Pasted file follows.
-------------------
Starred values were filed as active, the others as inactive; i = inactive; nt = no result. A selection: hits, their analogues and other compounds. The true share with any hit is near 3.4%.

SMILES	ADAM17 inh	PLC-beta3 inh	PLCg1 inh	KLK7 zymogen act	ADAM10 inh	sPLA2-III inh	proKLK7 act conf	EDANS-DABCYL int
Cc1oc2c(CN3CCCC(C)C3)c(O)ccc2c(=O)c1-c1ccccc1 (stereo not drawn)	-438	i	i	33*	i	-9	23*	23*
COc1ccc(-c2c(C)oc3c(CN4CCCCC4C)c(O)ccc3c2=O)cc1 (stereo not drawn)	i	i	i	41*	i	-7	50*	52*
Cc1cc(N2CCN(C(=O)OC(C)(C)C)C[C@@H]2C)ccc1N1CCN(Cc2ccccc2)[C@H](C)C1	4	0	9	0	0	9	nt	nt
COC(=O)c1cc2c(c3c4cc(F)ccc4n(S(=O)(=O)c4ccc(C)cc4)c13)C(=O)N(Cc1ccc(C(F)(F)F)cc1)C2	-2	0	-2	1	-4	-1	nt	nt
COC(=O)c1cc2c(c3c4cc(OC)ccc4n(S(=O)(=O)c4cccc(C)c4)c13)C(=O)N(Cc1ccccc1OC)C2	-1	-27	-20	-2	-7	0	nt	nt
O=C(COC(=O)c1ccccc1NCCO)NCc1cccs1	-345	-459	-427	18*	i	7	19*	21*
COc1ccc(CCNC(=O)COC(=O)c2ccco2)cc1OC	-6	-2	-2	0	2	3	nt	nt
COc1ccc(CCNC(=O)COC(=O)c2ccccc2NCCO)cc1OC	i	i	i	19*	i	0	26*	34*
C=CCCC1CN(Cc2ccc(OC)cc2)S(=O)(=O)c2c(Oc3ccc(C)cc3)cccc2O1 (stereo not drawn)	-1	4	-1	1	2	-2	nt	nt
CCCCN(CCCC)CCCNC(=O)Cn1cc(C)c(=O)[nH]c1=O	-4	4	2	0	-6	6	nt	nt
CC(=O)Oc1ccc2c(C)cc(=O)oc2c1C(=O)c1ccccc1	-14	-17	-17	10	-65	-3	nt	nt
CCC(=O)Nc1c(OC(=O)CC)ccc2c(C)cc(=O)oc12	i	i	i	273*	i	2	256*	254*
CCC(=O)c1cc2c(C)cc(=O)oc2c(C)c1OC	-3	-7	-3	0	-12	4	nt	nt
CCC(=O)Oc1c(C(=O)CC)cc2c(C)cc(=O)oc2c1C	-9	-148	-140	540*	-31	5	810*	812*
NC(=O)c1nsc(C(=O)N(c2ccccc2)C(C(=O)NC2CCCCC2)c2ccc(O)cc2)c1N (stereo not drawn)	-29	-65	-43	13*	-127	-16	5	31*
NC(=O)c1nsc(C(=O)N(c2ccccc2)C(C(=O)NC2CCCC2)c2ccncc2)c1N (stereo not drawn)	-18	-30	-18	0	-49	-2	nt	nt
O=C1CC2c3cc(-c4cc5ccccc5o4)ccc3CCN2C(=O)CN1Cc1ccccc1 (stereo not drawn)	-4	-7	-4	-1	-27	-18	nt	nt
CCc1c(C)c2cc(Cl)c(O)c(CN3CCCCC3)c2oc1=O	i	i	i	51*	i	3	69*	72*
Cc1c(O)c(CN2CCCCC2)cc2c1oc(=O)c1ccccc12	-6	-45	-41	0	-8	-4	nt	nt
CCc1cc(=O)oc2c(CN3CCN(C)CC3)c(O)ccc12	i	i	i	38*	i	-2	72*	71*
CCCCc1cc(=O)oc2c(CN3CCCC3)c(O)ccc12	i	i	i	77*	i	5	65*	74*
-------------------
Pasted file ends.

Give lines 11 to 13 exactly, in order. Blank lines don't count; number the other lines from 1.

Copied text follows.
C=CCCC1CN(Cc2ccc(OC)cc2)S(=O)(=O)c2c(Oc3ccc(C)cc3)cccc2O1 (stereo not drawn)	-1	4	-1	1	2	-2	nt	nt
CCCCN(CCCC)CCCNC(=O)Cn1cc(C)c(=O)[nH]c1=O	-4	4	2	0	-6	6	nt	nt
CC(=O)Oc1ccc2c(C)cc(=O)oc2c1C(=O)c1ccccc1	-14	-17	-17	10	-65	-3	nt	nt